19 January 2022Alex Baldwin

UK govt retains IP exhaustion regime

The UK government has decided to maintain the current IP exhaustion framework but said further development of the policy is “needed” in due course.

This follows a consultation launched in June last year asking the public to submit their views on the current IP exhaustion regime post-Brexit and offer any potential changes to the system.

However, according to an announcement made yesterday, 18 January, the UK government has now decided against any immediate action, but will provide further updates “in due course”.

The consultation ran for 12 weeks and closed in August 2021. In total, the government received 150 responses from businesses, organisations, and law firms.

Businesses in the creative industries were the most prominent responders, representing 54 of the total 150, followed by companies in the health sector which comprised 39 responders.

Several prominent IP associations and law firms also responded to the consultation, including MARQUES, Bristows, and Gowling WLG.

Regime changes

Under the “UK+” regime, the government permits the parallel importation of goods that have been sold in other EEA countries. But parallel imports to the EEA from the UK are not permitted.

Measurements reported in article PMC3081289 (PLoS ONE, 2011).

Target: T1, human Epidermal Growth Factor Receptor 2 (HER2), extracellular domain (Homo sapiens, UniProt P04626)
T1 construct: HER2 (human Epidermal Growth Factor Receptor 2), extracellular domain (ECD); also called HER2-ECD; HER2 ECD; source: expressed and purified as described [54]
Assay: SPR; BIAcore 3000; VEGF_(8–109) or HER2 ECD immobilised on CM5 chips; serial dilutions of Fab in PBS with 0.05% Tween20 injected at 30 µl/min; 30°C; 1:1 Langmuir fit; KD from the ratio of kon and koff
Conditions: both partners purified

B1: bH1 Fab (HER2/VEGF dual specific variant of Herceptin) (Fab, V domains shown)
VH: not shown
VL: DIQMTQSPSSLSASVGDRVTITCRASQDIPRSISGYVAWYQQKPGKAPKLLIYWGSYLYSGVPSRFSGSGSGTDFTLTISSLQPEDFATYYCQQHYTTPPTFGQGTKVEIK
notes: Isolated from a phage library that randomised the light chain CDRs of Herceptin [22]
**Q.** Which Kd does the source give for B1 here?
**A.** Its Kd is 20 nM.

The consultation asked correspondence to answer questions regarding a new regime for IP exhaustions’ impact on parallel trade, pricing differences between markets, the UK’s current exhaustion regime, possible future regimes, the impact any possible changes to the current regime could have, and potential legal implications.

However, the government claims that, upon analysis of the responses, there was “not enough data” to effectively evaluate the economic impact of any alternative regime changes that would alter the current “UK+” regime.

As a result, the government declined to arrive at a decision based on the original consultation criteria.

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